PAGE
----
I remember the day Barbie and Ken got married. It was a rainy day outside, and all of the invited stuffed animals, dolls, and even my brother’s action figures were in attendance. It was an eclectic group, but Barbie and Ken were popular so everyone came to celebrate their marriage. At the end of the day, they set up house in their Barbie dream home and lived happily ever after. It was as simple as that. 

Growing up, I wanted nothing more than to live that dream. Yes, I wanted to be the first female president and a country music singer too, but those were both secondary to wanting a strong and happy home life. When my parents, who had always been my ideal “I want to be like them”-couple got divorced, my dream of domestic happiness shattered into a million pieces. I was a teenager full of anger, frustration, and cynicism. I decided that true forever love just didn’t exist, and I was willing to settle for something less.
Enter Grandma and Grandpa.
Well, I say enter, but they had been there all along. As my anger cooled off, I was able to see them more clearly, analyze their relationship, and find new hope for love everlasting. These are the secrets to building a happy marriage that my grandparents taught me – mostly by example, and sometimes through words. (If you’d like to learn more about my grandparents, you can read the poem I wrote for my grandma when she got sick, the letter I wrote her when I found out she was dying, and my Q&A about family with Miranda.)
 6 Keys to a Loving Marriage I Learned from my Grandparents. They were married just a few months shy of 50 years before my grandma passed away. This is what they taught me about love.

1) Laugh together.

Grandma and Grandpa were always laughing. You couldn’t really hear Grandpa, but you could see him chuckling, and Grandma had a robust laugh that filled the entire house. They were not afraid to laugh at themselves when they did something stupid which meant that there were no hurt feelings when the other person laughed along. They realized that having a happy home requires a little levity – and they were not afraid of finding it in any situation.

2) Take care of each other.

Grandma was primarily a homemaker, and Grandpa spent his whole life providing for her and their children. Now I’m not saying that a family has to be set up like this in order to be happy, but there are important lessons to be learned from how they lived their lives. Grandma didn’t make dinner and clean the house because she wanted to impress her neighbors; she did it because she loved her family and wanted her husband to be comfortable when he came home. Grandpa didn’t work long hours because he wanted to buy the next fancy thing; he did it because he loved his family and wanted his wife to be able to have the things she needed and some of the things she wanted. It’s all about motives. And when Grandpa retired, he had no qualms about helping out with the housework – taking over doing the dishes entirely, even though he really didn’t like doing them. Grandma and Grandpa were always more concerned about each other than anything else – and that’s the only way a marriage can work.

3) Give 110%.

I think this is one of the hardest, and it goes along with #2, but Grandma and Grandpa always placed the needs of one another above their own needs. Because they both did this, both of their needs were always met. It is absolutely necessary that both people in a relationship give 110% to make it work. It doesn’t work if both people give less, and it doesn’t even work if only one person gives less. Both people have to be entirely invested.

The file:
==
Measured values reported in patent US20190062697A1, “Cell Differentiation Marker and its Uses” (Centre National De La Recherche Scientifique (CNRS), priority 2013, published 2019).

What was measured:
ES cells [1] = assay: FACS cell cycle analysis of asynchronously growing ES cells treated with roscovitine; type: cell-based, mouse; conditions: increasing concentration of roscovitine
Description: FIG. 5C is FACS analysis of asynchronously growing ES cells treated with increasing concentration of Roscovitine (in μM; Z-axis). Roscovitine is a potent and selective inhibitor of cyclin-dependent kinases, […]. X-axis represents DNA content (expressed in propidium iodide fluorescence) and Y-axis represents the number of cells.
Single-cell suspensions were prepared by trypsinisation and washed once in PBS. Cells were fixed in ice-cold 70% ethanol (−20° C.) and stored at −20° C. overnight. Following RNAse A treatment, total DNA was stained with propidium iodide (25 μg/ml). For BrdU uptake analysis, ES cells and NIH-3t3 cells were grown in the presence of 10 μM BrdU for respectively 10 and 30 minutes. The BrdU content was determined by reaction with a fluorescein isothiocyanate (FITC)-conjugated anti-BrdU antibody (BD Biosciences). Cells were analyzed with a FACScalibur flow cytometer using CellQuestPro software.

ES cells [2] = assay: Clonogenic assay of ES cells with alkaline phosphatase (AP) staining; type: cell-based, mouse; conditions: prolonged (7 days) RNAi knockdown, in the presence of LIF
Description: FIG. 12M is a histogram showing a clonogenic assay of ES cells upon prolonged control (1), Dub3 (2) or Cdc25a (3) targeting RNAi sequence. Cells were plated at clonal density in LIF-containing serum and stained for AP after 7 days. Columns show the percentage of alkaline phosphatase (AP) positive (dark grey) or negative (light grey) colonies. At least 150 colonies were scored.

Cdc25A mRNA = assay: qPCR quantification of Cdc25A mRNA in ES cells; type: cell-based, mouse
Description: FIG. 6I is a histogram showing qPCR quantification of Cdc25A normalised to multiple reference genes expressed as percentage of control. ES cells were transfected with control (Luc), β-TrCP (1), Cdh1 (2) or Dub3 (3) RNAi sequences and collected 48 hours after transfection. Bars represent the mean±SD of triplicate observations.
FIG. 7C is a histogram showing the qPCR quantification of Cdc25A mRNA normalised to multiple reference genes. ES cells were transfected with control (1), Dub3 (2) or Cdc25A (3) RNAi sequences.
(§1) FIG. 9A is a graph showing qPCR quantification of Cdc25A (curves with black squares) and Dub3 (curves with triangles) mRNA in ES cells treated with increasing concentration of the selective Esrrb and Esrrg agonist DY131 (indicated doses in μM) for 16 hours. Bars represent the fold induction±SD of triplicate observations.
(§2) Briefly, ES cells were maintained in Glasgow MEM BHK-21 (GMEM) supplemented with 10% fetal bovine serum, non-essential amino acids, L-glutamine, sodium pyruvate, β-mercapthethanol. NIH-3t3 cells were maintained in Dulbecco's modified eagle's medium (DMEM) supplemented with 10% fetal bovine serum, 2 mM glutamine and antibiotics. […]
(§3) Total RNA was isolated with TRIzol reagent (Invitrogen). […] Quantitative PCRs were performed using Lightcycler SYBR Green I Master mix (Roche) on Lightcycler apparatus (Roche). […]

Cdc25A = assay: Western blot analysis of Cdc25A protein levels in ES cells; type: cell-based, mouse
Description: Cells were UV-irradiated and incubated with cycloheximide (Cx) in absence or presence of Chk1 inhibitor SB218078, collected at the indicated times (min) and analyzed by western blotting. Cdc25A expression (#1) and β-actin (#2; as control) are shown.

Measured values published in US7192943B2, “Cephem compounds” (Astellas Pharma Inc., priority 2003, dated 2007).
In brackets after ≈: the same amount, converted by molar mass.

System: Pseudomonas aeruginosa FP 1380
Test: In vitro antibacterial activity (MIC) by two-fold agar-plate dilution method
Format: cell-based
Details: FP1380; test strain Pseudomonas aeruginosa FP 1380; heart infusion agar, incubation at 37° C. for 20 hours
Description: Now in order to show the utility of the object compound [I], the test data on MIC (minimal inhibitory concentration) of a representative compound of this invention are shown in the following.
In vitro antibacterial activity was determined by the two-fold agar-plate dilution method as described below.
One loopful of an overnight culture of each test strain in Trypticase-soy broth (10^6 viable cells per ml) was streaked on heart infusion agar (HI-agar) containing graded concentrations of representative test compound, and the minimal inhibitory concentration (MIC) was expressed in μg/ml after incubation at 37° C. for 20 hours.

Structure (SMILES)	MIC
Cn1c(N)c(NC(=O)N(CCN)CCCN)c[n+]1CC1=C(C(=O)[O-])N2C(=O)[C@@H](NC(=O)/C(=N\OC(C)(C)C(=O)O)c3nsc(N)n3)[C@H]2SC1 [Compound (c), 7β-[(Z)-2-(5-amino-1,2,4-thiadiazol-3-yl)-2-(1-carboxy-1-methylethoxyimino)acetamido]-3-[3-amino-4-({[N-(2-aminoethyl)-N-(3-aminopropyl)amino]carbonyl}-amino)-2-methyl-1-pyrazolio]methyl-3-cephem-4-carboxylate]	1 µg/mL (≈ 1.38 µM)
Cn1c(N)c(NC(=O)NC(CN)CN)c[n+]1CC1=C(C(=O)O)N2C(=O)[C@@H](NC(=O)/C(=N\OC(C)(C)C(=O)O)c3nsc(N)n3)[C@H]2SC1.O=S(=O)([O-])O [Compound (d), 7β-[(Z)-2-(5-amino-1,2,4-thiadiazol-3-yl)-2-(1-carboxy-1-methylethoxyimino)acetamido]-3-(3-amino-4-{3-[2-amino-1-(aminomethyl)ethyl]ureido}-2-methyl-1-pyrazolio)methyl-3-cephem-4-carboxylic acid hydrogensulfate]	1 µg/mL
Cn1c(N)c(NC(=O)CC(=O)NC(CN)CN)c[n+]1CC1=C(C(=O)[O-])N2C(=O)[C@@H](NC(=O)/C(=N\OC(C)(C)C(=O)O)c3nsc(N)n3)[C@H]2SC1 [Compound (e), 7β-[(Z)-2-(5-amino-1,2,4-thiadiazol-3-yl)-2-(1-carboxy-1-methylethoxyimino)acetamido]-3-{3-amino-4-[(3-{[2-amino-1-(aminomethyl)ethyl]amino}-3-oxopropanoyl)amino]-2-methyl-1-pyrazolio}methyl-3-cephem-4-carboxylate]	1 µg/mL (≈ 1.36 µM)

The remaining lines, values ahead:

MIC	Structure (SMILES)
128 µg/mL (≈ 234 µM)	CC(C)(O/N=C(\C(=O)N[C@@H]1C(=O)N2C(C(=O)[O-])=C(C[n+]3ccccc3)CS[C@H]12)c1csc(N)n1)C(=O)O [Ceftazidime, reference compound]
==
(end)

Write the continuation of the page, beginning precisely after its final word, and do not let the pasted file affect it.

4) Learn about each other. 

People are incredibly complex and as they age, they continue to change and grow. It takes more than a lifetime to get to know someone completely, and in a happy marriage, both partners continue to learn about each other as time goes by. Grandma was so good at remembering the things she had learned over the years about Grandpa. She knew exactly how he liked his foods down to the brand of Cranberry juice. And Grandpa is continuing to learn about Grandma even now that she has passed away because of some of her writings that he has come across.

5)Make and share traditions, inside jokes, and memories.

Fifty years is a long time to spend together, and Grandma and Grandpa spent it building a complex web of memories, traditions, jokes, and to a certain extent, even a language. These traditions, jokes, and memories help fortify a marriage during hard times. When life slows down and bodies age, having happy memories to look back on and traditions to continue helps a marriage continue to grow.

6)Don’t abandon one another.

When Grandma was in her last week of this life, the hospice nurse told us it was so nice to see Grandpa being so attentive and loving to Grandma. She said she didn’t see that much. I asked her what she meant, and she said that usually the spouse gets angry at the person who is dying and that it is rare to see a spouse who unselfishly helps the dying person let go in those last hours of life. Grandpa held Grandma’s hand as she gradually passed from this life into the next, whispering that he loved her continually. I can understand why some people might begin distancing themselves as someone dies, but in that situation as in all others, my Grandpa was more concerned about my Grandma than he was about himself. Marriages are full of opportunities to walk away, but making a marriage work means not abandoning one another. The security that comes from knowing your spouse is in it for the long haul – no matter what – is the best gift you can give to your husband or wife.
My grandparents helped me overcome my cynicism about love, and their example taught me innumerable lessons about commitment, compassion, and compromise in a marriage. As a newlywed, I strive to have the type of marriage they had, and I believe everyone can benefit from their example.

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